Earlier this year, WWF installed two systems in a protected area in central Kenya where endangered white and black rhino roam along with poachers.

Nine months later, this investment is paying off. More than two dozen poachers have been arrested in the Maasai Mara thanks to this new thermal infrared camera that monitors a portion of the park’s border and has been installed on mobile wildlife ranger units. “Wildlife rangers now have the help they’ve desperately needed. This groundbreaking technology allows them to search for poachers 24 hours a day, from up to a mile away, in pitch darkness. It’s upping the game in our fight to stop wildlife crime across the region,” says Colby Loucks, WWF’s Wildlife Crime Technology Project Lead.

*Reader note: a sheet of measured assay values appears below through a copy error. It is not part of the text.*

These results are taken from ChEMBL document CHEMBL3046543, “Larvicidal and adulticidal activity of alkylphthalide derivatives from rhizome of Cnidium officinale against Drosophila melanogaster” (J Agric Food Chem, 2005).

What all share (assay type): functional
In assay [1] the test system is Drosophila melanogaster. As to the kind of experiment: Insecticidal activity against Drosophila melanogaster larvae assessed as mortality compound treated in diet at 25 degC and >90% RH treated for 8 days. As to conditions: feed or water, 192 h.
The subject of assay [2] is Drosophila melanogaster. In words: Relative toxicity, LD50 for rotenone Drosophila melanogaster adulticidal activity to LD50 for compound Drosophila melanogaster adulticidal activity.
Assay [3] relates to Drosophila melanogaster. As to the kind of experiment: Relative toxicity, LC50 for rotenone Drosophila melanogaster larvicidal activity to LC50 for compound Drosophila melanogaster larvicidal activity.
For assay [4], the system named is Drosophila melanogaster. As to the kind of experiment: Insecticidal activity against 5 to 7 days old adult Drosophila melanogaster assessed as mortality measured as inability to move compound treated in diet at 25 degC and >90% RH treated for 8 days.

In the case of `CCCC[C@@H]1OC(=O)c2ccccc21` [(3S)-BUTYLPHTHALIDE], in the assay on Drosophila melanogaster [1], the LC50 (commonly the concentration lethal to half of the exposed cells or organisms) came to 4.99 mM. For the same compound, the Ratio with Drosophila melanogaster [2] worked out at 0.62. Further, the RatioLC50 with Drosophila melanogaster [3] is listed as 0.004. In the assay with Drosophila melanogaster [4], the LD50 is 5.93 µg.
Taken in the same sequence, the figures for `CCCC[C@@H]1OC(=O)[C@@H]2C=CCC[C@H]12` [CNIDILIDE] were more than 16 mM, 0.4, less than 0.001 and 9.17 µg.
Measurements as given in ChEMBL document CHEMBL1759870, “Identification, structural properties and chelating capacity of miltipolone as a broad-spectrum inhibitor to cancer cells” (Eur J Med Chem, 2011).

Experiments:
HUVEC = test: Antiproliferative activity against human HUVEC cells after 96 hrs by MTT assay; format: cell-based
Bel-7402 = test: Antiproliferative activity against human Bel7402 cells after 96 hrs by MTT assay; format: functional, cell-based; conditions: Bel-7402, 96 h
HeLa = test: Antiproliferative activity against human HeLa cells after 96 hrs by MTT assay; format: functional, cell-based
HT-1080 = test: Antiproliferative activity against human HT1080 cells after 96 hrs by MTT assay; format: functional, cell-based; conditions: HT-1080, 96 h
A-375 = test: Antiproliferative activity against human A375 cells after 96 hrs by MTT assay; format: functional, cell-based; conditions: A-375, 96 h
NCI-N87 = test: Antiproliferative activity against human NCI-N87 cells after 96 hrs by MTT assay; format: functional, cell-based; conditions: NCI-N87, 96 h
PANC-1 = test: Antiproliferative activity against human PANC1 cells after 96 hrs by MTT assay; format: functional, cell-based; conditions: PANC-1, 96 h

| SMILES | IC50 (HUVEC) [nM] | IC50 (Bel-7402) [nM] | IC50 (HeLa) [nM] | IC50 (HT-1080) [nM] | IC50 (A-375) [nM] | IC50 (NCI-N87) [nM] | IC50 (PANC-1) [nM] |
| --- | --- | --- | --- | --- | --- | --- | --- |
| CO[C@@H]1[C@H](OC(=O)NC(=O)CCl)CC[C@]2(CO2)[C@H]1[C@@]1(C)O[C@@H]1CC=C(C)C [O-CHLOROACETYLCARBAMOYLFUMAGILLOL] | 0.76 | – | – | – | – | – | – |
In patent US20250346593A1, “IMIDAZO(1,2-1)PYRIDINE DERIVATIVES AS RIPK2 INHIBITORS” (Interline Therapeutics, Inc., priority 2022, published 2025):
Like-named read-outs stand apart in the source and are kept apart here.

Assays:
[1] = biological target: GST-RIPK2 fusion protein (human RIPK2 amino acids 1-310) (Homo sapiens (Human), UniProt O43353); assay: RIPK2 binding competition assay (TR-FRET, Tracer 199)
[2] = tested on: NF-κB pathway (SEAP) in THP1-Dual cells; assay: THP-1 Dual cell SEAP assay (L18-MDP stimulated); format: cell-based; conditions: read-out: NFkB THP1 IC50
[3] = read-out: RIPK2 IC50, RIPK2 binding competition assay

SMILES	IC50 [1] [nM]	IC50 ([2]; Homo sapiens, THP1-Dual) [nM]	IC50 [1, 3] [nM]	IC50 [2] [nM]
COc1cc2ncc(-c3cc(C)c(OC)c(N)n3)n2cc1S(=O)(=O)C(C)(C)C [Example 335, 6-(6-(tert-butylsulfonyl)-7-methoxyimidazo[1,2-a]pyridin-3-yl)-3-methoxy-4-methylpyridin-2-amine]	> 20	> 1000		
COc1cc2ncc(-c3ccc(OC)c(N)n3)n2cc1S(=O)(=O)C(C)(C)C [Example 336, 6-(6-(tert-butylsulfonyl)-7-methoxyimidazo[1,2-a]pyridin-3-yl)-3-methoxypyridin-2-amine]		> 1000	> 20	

Forward-looking infrared, otherwise known as FLIR, contains human detection software technology which detects body heat and translates that to a live stream video monitored by a ranger.

WWF’s Wildlife Crime Technology Project was able to implement this project thanks to a $5 million grant from Google.org. WWF is continuing to collaborate with FLIR Systems Inc., as they test out this technology in drones in Zimbabwe and Malawi.

Learn more about WWF’s Wildlife Crime Technology Project